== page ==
Paul of Dune Review
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In the years since his death, Frank Herbert has proven to be a challenging act to follow. Paul of Dune is the ninth bookóset in the universe that Herbert created with the 1965 novel, Duneóthat his son, Brian Herbert, has written alongside prolific sci-fi author Kevin J. Anderson. While each book has been a bestseller, critical and fan response has been divided. Their most recent work, the two-part conclusion to the Dune saga, based on Frank Herbertís original outline, drew both praise and condemnation from longtime readers. For my part, Iíve enjoyed most of what Iíve read, although it admittedly lacks some of the depth and sheer inventive power that characterized Frankís work on the series.

This new book is the first in a series set during the original Dune trilogy, which chronicled the rise of Paul MaudíDib to emperor of the known universe, his subsequent fall, and the emergence of his son, Leto II, as a powerful force in his own right. Each book in the new series will focus on one of the principal characters from that trilogy and fill in the gaps between Dune, Dune Messiah, and Children of Dune. The first entry takes place shortly after Paul has led his primitive Fremen warriors to victory over the Emperor and is consolidating his rule through a bloody, galaxy-wide jihad. Interspersed with this story is a parallel tale drawn, from Paulís youth as a dukeís son during a feud between noble houses of the Imperium.

Perhaps because the original trilogy is the best-known and the most strongly defined of Frank Herbertís saga, the Herbert-Anderson books that tie in closely to that material have also been the strongest. Theyíve also drawn noticeable inspirations from the various films and miniseries that have adapted that material.

One of the strongest thematic underpinnings of the entire Dune saga is the tension between the necessities of violence and the toll it takes on all those involved. It would be easy to read only the original novel, Dune, and come away with a thrilling story of an exiled prince who avenges his fatherís death and, in the process, gains an intergalactic empire. But even that first book subtly hints at Frank Herbertís distrust of messiahs, and by the time Dune Messiah begins, Paul MaudíDibís jihad has already begun spinning out of his control. Paul of Dune fills in some of that missing time, and it helps flesh out the portrait of a reluctant emperor who abhors the violence done in his name while recognizing, through his unique power of prescience, the absolute necessity of it.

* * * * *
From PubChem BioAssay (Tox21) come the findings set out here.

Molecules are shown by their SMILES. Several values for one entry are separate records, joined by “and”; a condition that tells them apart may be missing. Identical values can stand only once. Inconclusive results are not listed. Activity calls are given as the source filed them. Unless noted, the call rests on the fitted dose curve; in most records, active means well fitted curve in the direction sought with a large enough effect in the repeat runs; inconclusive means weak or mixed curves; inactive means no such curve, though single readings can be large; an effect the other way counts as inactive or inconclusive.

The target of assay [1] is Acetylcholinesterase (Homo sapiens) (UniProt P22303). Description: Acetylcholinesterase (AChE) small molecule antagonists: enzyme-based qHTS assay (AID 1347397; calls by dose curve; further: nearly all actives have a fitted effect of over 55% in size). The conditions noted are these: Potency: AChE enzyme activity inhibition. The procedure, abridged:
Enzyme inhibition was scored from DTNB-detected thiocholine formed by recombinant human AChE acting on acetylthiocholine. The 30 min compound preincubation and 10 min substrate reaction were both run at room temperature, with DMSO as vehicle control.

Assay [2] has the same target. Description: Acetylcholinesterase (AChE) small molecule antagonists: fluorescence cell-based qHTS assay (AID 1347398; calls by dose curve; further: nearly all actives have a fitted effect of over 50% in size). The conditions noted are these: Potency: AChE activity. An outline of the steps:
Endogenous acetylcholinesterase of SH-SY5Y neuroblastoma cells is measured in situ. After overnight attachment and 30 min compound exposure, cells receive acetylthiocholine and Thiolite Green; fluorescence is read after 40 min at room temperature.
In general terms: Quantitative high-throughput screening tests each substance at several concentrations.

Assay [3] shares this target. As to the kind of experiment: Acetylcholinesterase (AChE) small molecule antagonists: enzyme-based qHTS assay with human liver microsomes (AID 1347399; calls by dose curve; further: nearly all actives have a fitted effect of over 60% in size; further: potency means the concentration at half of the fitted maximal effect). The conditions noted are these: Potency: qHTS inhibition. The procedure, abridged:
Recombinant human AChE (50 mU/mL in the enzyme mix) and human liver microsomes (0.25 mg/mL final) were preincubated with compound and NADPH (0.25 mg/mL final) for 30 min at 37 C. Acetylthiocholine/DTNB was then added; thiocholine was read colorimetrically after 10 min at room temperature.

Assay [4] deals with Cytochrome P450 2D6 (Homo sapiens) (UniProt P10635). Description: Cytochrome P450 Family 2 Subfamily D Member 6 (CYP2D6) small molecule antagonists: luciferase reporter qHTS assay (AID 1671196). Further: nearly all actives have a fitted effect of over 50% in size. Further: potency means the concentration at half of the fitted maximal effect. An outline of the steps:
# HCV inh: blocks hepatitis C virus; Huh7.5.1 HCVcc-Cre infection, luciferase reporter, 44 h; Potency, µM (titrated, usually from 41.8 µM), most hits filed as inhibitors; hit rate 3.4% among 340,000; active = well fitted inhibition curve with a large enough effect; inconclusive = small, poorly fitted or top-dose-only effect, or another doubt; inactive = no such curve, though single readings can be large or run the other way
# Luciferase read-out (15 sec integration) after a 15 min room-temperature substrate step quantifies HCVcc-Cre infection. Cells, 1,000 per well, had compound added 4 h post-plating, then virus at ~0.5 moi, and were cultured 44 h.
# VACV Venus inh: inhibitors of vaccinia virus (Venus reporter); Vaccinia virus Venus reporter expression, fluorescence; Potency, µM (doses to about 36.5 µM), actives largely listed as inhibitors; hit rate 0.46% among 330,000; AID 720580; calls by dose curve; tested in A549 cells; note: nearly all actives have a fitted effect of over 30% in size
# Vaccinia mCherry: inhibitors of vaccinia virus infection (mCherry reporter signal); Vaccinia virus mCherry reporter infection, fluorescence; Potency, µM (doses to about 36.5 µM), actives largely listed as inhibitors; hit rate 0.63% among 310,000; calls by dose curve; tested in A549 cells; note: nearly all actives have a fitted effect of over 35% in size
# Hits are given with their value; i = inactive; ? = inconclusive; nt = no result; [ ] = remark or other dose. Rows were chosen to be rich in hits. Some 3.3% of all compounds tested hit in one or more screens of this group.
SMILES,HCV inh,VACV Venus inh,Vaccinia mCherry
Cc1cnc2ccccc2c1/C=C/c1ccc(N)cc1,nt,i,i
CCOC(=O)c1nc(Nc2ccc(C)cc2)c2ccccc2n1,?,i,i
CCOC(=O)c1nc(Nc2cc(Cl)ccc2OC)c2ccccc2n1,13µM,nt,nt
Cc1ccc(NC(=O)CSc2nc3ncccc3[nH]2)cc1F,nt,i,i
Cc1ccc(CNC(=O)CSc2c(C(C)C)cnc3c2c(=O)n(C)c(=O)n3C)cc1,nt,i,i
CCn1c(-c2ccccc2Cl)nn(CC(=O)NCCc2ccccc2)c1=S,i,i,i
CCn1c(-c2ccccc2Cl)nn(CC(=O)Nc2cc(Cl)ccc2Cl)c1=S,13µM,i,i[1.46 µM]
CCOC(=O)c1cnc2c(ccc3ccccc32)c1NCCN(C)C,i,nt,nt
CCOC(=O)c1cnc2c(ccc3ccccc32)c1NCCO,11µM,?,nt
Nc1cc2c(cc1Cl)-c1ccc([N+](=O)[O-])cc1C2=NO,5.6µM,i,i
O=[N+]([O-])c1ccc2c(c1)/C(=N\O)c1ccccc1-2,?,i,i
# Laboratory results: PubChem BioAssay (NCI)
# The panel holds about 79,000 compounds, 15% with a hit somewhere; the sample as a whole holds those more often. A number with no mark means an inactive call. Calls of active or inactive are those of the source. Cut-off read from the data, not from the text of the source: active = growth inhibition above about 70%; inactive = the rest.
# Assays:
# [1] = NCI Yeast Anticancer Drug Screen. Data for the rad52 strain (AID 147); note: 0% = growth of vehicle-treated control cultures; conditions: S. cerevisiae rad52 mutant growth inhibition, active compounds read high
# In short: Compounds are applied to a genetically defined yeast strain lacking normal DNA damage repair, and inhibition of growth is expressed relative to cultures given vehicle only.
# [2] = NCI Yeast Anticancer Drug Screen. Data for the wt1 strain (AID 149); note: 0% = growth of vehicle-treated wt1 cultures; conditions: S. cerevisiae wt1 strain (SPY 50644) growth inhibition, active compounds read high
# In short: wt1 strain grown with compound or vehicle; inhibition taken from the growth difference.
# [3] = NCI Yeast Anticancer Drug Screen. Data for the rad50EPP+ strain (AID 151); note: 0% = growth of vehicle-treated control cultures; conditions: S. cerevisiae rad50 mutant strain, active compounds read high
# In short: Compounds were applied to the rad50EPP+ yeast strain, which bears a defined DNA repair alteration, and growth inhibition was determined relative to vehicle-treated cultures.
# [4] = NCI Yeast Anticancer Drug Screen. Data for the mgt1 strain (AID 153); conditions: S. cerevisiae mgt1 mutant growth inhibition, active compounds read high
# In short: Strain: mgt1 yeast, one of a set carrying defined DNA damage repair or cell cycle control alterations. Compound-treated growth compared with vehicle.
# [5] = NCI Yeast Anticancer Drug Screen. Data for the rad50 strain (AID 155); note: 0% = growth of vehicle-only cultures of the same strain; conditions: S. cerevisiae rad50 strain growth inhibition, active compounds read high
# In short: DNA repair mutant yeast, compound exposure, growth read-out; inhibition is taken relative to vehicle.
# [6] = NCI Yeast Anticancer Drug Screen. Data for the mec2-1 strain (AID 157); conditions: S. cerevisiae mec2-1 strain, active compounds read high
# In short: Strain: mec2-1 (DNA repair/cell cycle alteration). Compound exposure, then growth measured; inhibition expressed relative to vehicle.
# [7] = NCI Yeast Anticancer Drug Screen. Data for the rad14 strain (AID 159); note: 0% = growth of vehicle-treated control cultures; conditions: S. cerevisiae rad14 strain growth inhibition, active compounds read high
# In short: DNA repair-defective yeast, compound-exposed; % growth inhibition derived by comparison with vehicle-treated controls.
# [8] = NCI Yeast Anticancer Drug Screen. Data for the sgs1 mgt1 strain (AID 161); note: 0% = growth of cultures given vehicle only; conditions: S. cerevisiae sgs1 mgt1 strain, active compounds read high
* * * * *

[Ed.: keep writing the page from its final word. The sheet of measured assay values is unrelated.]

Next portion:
As with their other books in the saga, Herbert and Anderson are most successful with the characters and tone of the book. Characters that didnít get much stage time in the original trilogy, including the princess-historian Irulan and the devious Count Fenring, are given much more to do, and their stories are woven compellingly into the saga. This book even expands on a throwaway line from Dune Messiah regarding the secretive Bene Tleilaxís efforts to create their own superhuman being.

If youíve read previous books in the series, youíve likely already made up your mind regarding the continuing expansion of the Dune universe. If youíve enjoyed the work that Herbert and Anderson have produced so far, or youíve at least made your peace with the differences in style and substance between them and Frank Herbert, you should enjoy this one as well.

The Dune books continue to be one of science fictionís strongest and most sweeping serial dramas, comprising ideas and storylines that manage to constantly demonstrate new areas of relevance and insight. While the architect of that universe is missed, thankfully, as the authors remind us, the saga of Dune is far from over.

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